With the exception of protagonists other characters are quite one dimensional. From the blatantly obvious caricature of left wing professor, intellectual, historiographer, propagandist (prof Shastri) to the noble, knowledgeable, humble priest in the village, it is a sore.

‘A Brahmin’s duty is to voluntarily embrace poverty. From the ancient times, this caste has always lived in hermitages in the forest far away from civilization and devoted itself to lifelong learning and transmitting knowledge in the society.
I don't expect author to be neutral or an atheist but the apologia for Hinduism has gone too far for my taste. The benign portrayal of caste was the most jarring of all. Ambedkar and the constitutional protection for Dalits are praised but the work as a whole comes across as little unbelievable in its handling of caste.

‘Raziaji, these concoctions won’t ever come up as discussion topics in any seminar. Carefully-chosen members of the inner circle craft these creations. Then they are slowly… almost casually slid into the public domain. Like-minded folks pick them up on cue and project them as authentic truths.’
As a novel this leaves much to be desired even to a staunch Hindu. This may even force those on the fence to put down the book. The slant is so obvious, apologia for Hinduism plentiful, even if it is being very truthful on the claims of Sharia and Aurangzeb. The left produces works that are sublime, the propaganda subtle, that slowly pulls you in until you no longer realise you didn't share their view before you began reading them.

‘In that case, the Aligarh Muslim University, quite close by, must equally stink. Why don’t you organize a workshop there? Or is that your next destination, professor?’ This met with absolute silence.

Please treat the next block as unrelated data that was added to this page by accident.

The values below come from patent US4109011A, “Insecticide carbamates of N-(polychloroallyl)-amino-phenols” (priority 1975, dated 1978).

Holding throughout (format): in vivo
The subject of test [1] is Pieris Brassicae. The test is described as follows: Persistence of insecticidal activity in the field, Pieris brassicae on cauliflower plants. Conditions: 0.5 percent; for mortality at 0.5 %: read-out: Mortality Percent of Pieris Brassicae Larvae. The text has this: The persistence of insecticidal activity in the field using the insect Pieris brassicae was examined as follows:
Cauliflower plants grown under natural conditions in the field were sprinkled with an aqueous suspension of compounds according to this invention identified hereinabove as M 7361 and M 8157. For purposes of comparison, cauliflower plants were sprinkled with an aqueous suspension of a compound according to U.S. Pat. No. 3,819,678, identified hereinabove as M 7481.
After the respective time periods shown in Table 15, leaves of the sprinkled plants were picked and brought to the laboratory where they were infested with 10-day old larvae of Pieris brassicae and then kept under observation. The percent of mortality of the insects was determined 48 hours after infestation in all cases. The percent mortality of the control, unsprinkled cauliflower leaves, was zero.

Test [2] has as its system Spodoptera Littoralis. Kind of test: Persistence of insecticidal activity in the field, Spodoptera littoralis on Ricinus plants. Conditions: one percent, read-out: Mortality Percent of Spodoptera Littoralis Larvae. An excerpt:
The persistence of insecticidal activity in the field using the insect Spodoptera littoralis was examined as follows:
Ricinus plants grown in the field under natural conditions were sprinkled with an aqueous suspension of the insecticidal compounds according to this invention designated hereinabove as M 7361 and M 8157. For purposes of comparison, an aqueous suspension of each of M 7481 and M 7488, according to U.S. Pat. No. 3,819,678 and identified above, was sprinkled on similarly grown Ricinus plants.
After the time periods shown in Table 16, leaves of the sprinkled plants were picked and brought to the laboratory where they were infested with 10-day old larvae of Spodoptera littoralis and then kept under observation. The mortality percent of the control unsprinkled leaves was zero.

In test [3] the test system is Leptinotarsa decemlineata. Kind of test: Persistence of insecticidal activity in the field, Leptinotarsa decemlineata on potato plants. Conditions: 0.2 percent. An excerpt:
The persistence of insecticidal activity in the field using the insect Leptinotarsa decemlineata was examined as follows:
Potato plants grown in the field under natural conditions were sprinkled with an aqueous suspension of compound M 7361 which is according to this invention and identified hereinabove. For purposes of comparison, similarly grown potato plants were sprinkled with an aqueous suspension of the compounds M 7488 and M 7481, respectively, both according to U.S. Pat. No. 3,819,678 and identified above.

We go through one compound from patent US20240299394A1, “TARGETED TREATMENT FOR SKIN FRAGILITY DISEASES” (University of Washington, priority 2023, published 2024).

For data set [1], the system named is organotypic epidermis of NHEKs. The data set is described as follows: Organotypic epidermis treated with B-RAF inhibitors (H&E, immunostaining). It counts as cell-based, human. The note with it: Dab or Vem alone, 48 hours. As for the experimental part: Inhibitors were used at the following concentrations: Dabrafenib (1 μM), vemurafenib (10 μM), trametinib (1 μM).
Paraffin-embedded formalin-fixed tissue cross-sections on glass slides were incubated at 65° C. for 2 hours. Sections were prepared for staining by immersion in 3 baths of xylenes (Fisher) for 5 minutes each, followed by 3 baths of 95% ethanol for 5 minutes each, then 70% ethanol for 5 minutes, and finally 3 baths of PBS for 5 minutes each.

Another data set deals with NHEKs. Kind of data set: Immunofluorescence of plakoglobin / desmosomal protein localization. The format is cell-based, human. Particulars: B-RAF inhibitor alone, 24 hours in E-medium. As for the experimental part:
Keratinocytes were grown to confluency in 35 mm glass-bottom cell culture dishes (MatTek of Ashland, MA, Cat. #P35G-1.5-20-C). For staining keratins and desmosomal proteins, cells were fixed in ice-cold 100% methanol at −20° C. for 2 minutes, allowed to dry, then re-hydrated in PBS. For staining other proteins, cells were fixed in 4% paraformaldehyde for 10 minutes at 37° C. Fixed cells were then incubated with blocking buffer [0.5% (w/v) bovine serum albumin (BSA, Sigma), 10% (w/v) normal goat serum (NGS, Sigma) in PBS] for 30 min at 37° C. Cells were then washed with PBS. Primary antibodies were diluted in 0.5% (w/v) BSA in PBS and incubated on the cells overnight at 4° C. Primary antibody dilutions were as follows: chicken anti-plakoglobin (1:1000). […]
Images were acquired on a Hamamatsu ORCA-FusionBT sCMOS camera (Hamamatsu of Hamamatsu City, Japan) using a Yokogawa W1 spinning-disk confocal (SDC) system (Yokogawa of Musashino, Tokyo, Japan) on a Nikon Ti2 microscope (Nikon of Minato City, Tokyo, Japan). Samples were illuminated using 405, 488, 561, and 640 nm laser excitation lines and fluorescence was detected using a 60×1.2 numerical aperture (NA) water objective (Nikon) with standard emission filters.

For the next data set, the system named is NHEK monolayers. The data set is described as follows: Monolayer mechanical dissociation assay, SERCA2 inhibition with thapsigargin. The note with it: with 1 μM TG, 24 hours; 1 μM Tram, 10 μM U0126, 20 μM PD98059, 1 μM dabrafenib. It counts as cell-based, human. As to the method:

No wonder then that left( even the regressive variety) dominates the narrative in India. India barely has any liberals in real sense and the numerous left-liberals could not be bothered about truth, not on economics, not on history. Then this book becomes essential, as flawed as it is. As a liberal I could only sigh and hope that some day there will be more liberals in India to challenge the narratives of left with better quality work.[1]

PS: This is a headline in a newspaper in the novel. I found this (un)intentionally funny since Indian media almost never names the upper castes in caste riots or the Muslims during religious ones, while reporting:
Razia begum’s novel has deeply hurt the sentiments of a certain community who have taken to the streets to express their protest.
Yes, we really don't know who that certain community people are.

[1] Not that I don't want challenges to the idiocy of Hindu right. But there is no dearth of material on that area. The challenges from intelligentsia to left's delusions on economics or their alliance with Islamic right is much rarer.